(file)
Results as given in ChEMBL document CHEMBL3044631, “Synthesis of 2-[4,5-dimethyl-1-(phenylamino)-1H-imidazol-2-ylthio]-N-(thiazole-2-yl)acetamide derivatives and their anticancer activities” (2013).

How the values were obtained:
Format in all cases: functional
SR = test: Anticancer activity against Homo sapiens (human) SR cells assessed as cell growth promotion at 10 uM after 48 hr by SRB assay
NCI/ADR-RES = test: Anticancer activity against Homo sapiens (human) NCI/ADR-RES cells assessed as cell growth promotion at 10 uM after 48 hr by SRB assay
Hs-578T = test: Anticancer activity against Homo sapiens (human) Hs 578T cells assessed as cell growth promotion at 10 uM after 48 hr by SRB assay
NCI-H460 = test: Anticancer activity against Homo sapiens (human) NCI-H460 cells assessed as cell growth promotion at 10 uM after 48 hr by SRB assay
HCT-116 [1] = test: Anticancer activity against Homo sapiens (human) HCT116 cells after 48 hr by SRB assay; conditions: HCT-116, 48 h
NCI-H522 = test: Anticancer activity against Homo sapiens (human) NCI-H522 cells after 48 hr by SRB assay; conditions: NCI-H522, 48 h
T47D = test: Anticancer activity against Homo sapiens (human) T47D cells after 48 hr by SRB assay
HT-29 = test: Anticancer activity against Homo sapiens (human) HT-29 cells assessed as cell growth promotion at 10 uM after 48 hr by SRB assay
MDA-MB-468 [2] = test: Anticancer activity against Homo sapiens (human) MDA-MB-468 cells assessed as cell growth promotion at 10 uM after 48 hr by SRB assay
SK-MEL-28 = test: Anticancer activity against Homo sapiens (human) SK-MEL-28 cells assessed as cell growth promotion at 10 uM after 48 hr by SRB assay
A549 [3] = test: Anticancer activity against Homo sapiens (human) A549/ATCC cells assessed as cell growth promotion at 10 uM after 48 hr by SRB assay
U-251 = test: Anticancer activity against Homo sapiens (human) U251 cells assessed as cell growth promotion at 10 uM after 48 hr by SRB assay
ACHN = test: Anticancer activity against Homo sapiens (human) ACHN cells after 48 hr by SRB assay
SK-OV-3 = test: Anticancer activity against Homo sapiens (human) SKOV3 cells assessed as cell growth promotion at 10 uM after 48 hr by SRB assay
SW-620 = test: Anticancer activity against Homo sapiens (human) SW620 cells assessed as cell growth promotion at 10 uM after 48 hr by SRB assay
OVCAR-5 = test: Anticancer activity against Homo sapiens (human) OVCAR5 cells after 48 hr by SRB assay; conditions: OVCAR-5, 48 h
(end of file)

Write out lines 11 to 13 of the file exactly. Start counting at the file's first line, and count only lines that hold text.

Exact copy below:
HT-29 = test: Anticancer activity against Homo sapiens (human) HT-29 cells assessed as cell growth promotion at 10 uM after 48 hr by SRB assay
MDA-MB-468 [2] = test: Anticancer activity against Homo sapiens (human) MDA-MB-468 cells assessed as cell growth promotion at 10 uM after 48 hr by SRB assay
SK-MEL-28 = test: Anticancer activity against Homo sapiens (human) SK-MEL-28 cells assessed as cell growth promotion at 10 uM after 48 hr by SRB assay